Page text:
This Week in History from Nov. 26, 1789 The first national Thanksgiving Day. Nov. 27, 1895 The Nobel Prize was established. Nov. 28, 1942 Almost 500 people died in a nightclub fire in Boston. Nov. 29, 1986 Actor Cary Grant died. Nov. 30, 1804 Supreme Court Justice Samuel Chase was tried for political bias. Dec. 1, 1887 Sherlock Holmes appeared for the first time in print. Dec. 2, 1804 Napoleon Bonaparte was crowned emperor of France.

Owners Chris and Kellee Dixon, second and third from the left, celebrate the official grand opening of Hamilton County Drug, Thursday, Nov. 19. On hand were members of the Syracuse and Hamilton County Chamber of Commerce, Hamilton County Commissioners, bankers, Syracuse City Council members and several business owners in town. Photo by Carol Roberts.

• Page 2

The Syracuse Journal

November 25, 2015

Announcements and family living Senior Subjects

Kip D. Oliver 1951 - 2015

by Jennifer Brucker


Martin W. “Doc” Stover 1932 - 2015

Martin W. “Doc’” Stover, departed this life after a short illness on Nov. Kip D. Oliver, age 64, of Derby, Kan., a retired Spirit Aerosystems employee, passed away Friday, Nov. 6, 2015. 10, 2015, he was 83. He was bornAug. 26, 1932. Memorials made me made Kip was born July 28, 1951. He is preceded in death by his father, to Michael R. Owens in C/O the First National Bank in Syracuse, Kan. Hamilton County VIP’S 805 N. Sumner Syracuse, KS Phone: Raymond Oliver; mother and stepfather, Neta and Robert Grimes; and 384-7871. Everyone is invited to join any of our activities. a brother Gary Oliver. Survivors include his wife, Karen; daughter, Heather Oliver Roy; sisters, Linda Stover and Janet Carter; granddaughDinner Night Out: Tuesday, December 1st @ 5pm ter, Taylor Shae Roy; brother-in-law and sister-in-law, Bob & Shirley Western Trail Café in Coolidge, KS Fluke; brother-in-law, Richard Reder; one niece and five nephews. Visitation was held Monday, Nov. 9 at Smith Mortuary, Afternoon Cards: Wed. December 2nd & 16th @ 12:30pm 501 SE Louis Blvd., in Mulvane, Kan.. A celebration of Life service was held Tuesday, Nov. 10, Mulvane United Blood Pressure Clinic Thurs. Dec. 3rd @ 11:45am Methodist Church and interment followed at Mulvane Cemetery. In lieu of flowers memorials have been established with Mulvane Evening Cards Thurs. Dec. 3rd 6pm United Methodist Church, 107 S. Central, Mulvane, KS 67110 and Bread of Life, Walk to Emmaus, P.O. Box 47307, Wichita, Board Meeting Tues. Dec. 8th @ 12:30pm KS 67201-7307. View tributes at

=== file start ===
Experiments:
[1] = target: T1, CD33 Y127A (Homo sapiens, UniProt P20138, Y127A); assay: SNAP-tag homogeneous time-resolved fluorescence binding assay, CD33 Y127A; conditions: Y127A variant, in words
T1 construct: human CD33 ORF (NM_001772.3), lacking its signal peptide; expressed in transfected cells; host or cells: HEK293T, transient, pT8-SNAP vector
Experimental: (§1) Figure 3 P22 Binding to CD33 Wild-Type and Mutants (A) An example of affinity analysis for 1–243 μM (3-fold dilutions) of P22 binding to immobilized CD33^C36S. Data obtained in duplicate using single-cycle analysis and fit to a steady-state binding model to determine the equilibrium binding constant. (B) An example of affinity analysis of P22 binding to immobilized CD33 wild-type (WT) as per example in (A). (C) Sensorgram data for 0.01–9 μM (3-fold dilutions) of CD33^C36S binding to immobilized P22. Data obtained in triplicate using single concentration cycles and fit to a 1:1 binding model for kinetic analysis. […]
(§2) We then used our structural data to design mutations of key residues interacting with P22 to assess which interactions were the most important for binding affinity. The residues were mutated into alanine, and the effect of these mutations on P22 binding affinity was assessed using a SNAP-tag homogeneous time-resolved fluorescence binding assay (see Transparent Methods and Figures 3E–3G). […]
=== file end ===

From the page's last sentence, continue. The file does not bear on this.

The Syracuse Journal’s email address: [email protected]

HOLIDAY OPEN HOUSE: Thurs. Dec. 10th 11am-12pm Matinee*Northrup Theatre Thurs. Dec. 10th, 1pm

Annual Christmas Parade & Tree Lighting Ceremony

Craft Club Mon. Dec. 14th 9am* Sizzix Fancy Cutter Christmas Tags & More $5.00 Fee Evening Cards: Tuesday, December 15th @ 6pm Bridge: Thursdays after Lunch

Dec. 2, 2015 at 6 p.m. on Main St. All floats need to line up at the Bowling alley at 5:30 p.m. This year we will award a traveling trophy to the BEST ENTRY

BINGO Wed. Dec.15th @ 10am Birthday Celebrations: Wed. December 16th @ 12 Christmas Dinner: Thurs. December 17th @12pm Breakfast Brunch December 23rd @ 11AM Exercise Class: M-W-F @ 11:00 am 2nd Annual Back Country Ugly Sweater Day Wed. Dec. 23rd Closed for the Holiday’s on Dec. 24th & 25th Breakfast Brunch Thurs. Dec 31st @ 11am Closed*New Year’s Day January 1st 2016

Churches, Individuals Open Doors To Stranded Travelers by Marcus Ashlock


Bill Roberts, a school bus driver for USD 494, was stranded in Coolidge for the night unable to make it back to Syracuse after his bus route was finished. He stated all the children on his route made it home. Other travelers trickled into Syracuse throughout the evening as the Hamilton County Sheriff’s Office fielded emergency calls of vehicles sliding off the roadway into the ditches on both sides of the highway. According to Sheriff Richard Garza, his office found a dozen vehicles stranded and off the roadway throughout the evening. He stated there were no injuries during the early snowstorm. Several churches opened their doors to stranded